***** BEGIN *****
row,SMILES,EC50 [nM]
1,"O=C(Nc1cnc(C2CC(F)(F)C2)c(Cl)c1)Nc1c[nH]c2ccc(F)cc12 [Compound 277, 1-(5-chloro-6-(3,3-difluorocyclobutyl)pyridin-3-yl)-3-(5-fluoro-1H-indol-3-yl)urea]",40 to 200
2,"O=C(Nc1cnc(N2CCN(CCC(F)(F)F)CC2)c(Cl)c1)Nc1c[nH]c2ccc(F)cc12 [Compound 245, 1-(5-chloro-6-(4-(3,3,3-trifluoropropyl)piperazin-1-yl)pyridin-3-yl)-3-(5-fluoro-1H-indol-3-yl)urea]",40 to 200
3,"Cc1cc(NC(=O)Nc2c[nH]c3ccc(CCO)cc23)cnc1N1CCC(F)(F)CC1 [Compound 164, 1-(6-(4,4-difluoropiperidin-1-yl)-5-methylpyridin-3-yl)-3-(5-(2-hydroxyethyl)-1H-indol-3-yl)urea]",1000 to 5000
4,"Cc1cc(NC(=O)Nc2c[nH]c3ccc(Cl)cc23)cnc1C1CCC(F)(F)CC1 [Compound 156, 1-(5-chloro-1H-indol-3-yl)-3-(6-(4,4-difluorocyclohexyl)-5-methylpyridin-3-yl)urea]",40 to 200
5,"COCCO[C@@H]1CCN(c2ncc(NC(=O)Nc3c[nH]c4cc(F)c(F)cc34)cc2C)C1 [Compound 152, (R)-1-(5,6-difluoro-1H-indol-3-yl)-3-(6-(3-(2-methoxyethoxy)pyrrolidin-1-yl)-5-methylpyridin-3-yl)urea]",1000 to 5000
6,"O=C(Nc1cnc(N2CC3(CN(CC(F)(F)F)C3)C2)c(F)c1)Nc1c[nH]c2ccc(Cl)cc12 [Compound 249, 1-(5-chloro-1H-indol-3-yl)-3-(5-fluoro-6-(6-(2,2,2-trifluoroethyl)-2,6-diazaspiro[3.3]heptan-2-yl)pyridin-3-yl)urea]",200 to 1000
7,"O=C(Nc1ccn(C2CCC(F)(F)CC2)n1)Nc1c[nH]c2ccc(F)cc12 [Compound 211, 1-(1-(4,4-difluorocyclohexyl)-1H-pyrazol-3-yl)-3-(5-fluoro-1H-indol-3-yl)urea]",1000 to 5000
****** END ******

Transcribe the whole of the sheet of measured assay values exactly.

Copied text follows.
row,SMILES,EC50 [nM]
1,"O=C(Nc1cnc(C2CC(F)(F)C2)c(Cl)c1)Nc1c[nH]c2ccc(F)cc12 [Compound 277, 1-(5-chloro-6-(3,3-difluorocyclobutyl)pyridin-3-yl)-3-(5-fluoro-1H-indol-3-yl)urea]",40 to 200
2,"O=C(Nc1cnc(N2CCN(CCC(F)(F)F)CC2)c(Cl)c1)Nc1c[nH]c2ccc(F)cc12 [Compound 245, 1-(5-chloro-6-(4-(3,3,3-trifluoropropyl)piperazin-1-yl)pyridin-3-yl)-3-(5-fluoro-1H-indol-3-yl)urea]",40 to 200
3,"Cc1cc(NC(=O)Nc2c[nH]c3ccc(CCO)cc23)cnc1N1CCC(F)(F)CC1 [Compound 164, 1-(6-(4,4-difluoropiperidin-1-yl)-5-methylpyridin-3-yl)-3-(5-(2-hydroxyethyl)-1H-indol-3-yl)urea]",1000 to 5000
4,"Cc1cc(NC(=O)Nc2c[nH]c3ccc(Cl)cc23)cnc1C1CCC(F)(F)CC1 [Compound 156, 1-(5-chloro-1H-indol-3-yl)-3-(6-(4,4-difluorocyclohexyl)-5-methylpyridin-3-yl)urea]",40 to 200
5,"COCCO[C@@H]1CCN(c2ncc(NC(=O)Nc3c[nH]c4cc(F)c(F)cc34)cc2C)C1 [Compound 152, (R)-1-(5,6-difluoro-1H-indol-3-yl)-3-(6-(3-(2-methoxyethoxy)pyrrolidin-1-yl)-5-methylpyridin-3-yl)urea]",1000 to 5000
6,"O=C(Nc1cnc(N2CC3(CN(CC(F)(F)F)C3)C2)c(F)c1)Nc1c[nH]c2ccc(Cl)cc12 [Compound 249, 1-(5-chloro-1H-indol-3-yl)-3-(5-fluoro-6-(6-(2,2,2-trifluoroethyl)-2,6-diazaspiro[3.3]heptan-2-yl)pyridin-3-yl)urea]",200 to 1000
7,"O=C(Nc1ccn(C2CCC(F)(F)CC2)n1)Nc1c[nH]c2ccc(F)cc12 [Compound 211, 1-(1-(4,4-difluorocyclohexyl)-1H-pyrazol-3-yl)-3-(5-fluoro-1H-indol-3-yl)urea]",1000 to 5000